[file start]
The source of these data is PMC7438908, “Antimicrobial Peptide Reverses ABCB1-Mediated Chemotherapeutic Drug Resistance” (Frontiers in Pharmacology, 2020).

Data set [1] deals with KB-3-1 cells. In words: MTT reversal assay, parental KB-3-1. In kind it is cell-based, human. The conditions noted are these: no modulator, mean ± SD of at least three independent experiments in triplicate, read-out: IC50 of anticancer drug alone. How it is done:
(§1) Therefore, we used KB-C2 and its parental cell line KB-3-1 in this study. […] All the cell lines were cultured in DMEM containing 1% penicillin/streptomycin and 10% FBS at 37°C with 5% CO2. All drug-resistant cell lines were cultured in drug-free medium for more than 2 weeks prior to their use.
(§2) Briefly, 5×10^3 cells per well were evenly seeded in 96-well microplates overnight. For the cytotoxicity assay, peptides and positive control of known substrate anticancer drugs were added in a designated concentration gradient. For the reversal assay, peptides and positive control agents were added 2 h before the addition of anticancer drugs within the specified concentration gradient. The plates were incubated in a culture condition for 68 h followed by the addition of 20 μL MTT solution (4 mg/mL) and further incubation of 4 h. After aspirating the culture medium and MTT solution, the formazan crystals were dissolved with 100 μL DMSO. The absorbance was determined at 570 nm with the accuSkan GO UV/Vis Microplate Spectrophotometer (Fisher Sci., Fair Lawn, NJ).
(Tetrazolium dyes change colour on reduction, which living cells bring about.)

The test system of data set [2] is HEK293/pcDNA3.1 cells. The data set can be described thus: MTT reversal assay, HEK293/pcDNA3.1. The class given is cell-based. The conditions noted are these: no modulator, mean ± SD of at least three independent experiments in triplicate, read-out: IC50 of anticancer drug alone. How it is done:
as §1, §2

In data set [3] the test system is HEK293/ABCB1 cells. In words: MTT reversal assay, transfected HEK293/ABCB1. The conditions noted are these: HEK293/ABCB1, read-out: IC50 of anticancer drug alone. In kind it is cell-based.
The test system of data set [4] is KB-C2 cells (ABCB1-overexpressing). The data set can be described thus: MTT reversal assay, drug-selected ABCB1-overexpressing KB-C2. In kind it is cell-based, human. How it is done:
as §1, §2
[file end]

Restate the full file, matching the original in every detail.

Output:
The source of these data is PMC7438908, “Antimicrobial Peptide Reverses ABCB1-Mediated Chemotherapeutic Drug Resistance” (Frontiers in Pharmacology, 2020).

Data set [1] deals with KB-3-1 cells. In words: MTT reversal assay, parental KB-3-1. In kind it is cell-based, human. The conditions noted are these: no modulator, mean ± SD of at least three independent experiments in triplicate, read-out: IC50 of anticancer drug alone. How it is done:
(§1) Therefore, we used KB-C2 and its parental cell line KB-3-1 in this study. […] All the cell lines were cultured in DMEM containing 1% penicillin/streptomycin and 10% FBS at 37°C with 5% CO2. All drug-resistant cell lines were cultured in drug-free medium for more than 2 weeks prior to their use.
(§2) Briefly, 5×10^3 cells per well were evenly seeded in 96-well microplates overnight. For the cytotoxicity assay, peptides and positive control of known substrate anticancer drugs were added in a designated concentration gradient. For the reversal assay, peptides and positive control agents were added 2 h before the addition of anticancer drugs within the specified concentration gradient. The plates were incubated in a culture condition for 68 h followed by the addition of 20 μL MTT solution (4 mg/mL) and further incubation of 4 h. After aspirating the culture medium and MTT solution, the formazan crystals were dissolved with 100 μL DMSO. The absorbance was determined at 570 nm with the accuSkan GO UV/Vis Microplate Spectrophotometer (Fisher Sci., Fair Lawn, NJ).
(Tetrazolium dyes change colour on reduction, which living cells bring about.)

The test system of data set [2] is HEK293/pcDNA3.1 cells. The data set can be described thus: MTT reversal assay, HEK293/pcDNA3.1. The class given is cell-based. The conditions noted are these: no modulator, mean ± SD of at least three independent experiments in triplicate, read-out: IC50 of anticancer drug alone. How it is done:
as §1, §2

In data set [3] the test system is HEK293/ABCB1 cells. In words: MTT reversal assay, transfected HEK293/ABCB1. The conditions noted are these: HEK293/ABCB1, read-out: IC50 of anticancer drug alone. In kind it is cell-based.
The test system of data set [4] is KB-C2 cells (ABCB1-overexpressing). The data set can be described thus: MTT reversal assay, drug-selected ABCB1-overexpressing KB-C2. In kind it is cell-based, human. How it is done:
as §1, §2